Solidarity in Europe and the World
We think of solidarity as “the ability to engage in cooperative activity to strive for common goals, and a sense of unity and bonding” (Jeffries, 2014, p. 7). Following Mbembe’s lead, solidarity entails the mutual recognition of our common vulnerability and finiteness and in turn creates a basis for dealing with it.
In the multi-layered network of structures of living together, solidarity can find an expression at different levels and in a variety of intensities. The extent of solidarity that can serve as basis for collective action also arguably varies with the sources of vulnerability. These may vary from the human condition itself, in line with Mbembe’s cosmopolitan argument, to less inclusive definitions of “we” based e.g. on pre-existing “bonds which unite men with another”, as Durkheim (in Lukes, 1972, p. 139) or Sen (2009) would argue, or constitutional bonds, in line with Rawls or Habermas (Banting & Kymlicka, 2017, pp. 5-47, p. 3-4).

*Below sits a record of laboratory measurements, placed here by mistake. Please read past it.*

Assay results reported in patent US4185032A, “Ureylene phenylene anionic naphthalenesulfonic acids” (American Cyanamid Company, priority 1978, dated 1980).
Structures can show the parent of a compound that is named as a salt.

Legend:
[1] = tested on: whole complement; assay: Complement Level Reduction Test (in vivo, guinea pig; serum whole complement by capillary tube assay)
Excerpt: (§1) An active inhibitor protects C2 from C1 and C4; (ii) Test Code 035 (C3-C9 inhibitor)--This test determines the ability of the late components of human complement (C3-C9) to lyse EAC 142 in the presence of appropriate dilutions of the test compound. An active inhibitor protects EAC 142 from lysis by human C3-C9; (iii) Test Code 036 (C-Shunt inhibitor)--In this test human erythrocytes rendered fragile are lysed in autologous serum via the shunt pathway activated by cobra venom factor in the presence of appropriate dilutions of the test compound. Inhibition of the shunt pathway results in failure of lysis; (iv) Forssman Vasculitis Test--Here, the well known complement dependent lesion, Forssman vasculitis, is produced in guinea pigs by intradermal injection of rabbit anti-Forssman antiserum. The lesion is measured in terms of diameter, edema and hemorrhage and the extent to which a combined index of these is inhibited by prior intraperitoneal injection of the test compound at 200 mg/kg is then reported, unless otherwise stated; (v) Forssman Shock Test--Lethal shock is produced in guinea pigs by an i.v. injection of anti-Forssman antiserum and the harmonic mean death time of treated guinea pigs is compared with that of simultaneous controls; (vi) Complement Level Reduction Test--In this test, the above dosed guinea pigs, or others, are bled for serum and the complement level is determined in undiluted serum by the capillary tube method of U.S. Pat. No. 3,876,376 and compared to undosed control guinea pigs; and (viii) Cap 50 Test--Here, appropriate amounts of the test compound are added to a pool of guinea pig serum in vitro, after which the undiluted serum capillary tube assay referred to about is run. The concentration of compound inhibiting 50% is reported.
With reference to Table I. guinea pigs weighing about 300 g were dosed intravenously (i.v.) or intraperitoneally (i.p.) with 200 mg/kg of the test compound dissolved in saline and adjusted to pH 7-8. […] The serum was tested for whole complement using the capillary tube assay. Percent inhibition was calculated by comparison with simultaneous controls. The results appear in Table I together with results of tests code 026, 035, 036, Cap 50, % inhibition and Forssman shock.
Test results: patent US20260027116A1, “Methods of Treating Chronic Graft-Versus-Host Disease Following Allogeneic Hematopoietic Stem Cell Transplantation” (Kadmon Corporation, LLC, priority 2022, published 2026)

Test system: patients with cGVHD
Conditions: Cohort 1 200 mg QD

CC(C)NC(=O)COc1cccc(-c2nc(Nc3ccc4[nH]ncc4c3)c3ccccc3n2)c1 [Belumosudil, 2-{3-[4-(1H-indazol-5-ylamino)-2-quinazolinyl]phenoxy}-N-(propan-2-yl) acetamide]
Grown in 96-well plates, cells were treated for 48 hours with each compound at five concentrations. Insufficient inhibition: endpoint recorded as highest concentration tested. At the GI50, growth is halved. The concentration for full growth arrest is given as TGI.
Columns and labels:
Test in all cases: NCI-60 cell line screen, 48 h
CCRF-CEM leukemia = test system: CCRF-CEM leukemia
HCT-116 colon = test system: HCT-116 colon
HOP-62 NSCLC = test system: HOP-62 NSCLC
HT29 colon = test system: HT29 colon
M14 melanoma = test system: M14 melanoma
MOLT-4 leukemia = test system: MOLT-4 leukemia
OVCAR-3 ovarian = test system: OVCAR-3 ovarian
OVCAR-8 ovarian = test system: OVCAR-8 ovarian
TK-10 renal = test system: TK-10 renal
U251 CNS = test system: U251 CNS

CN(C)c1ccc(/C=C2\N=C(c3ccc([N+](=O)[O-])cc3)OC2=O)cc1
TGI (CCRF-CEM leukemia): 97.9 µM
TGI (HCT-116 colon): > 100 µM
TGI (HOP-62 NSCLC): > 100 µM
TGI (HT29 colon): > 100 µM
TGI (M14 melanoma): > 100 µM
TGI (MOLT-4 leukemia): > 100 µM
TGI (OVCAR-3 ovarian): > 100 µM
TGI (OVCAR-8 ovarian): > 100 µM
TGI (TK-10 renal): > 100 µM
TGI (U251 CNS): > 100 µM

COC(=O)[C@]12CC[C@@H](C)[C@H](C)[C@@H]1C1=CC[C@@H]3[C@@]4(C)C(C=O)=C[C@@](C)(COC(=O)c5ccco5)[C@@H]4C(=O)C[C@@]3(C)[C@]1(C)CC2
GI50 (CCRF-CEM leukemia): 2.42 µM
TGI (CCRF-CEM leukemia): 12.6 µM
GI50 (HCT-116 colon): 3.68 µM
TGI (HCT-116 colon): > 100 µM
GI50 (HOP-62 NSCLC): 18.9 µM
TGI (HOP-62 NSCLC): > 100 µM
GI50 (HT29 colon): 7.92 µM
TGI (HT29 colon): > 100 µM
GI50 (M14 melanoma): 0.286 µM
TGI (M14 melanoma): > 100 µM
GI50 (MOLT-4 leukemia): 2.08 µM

Historically, solidarity has come to be centrally anchored at the level of the nation-state, where the “nation” defines a “we” that claims to rule itself (Appiah, 2018, p.147) and that therefore also can both invoke national sovereignty to fend off external influences and, internally, justify the enforcement of particular entitlements and duties. Consequently, the predominant role of supra-national structures has been seen as merely to support national-level structures in fulfilling this role. This tradition is deeply rooted in European Humanism (Grotius in Nussbaum, 2019, pp. 105-55), which has been a rich source of inspiration not just to reflect on solidarity but also to justify a model of civilization imposed through colonization or other strategies of western domination.
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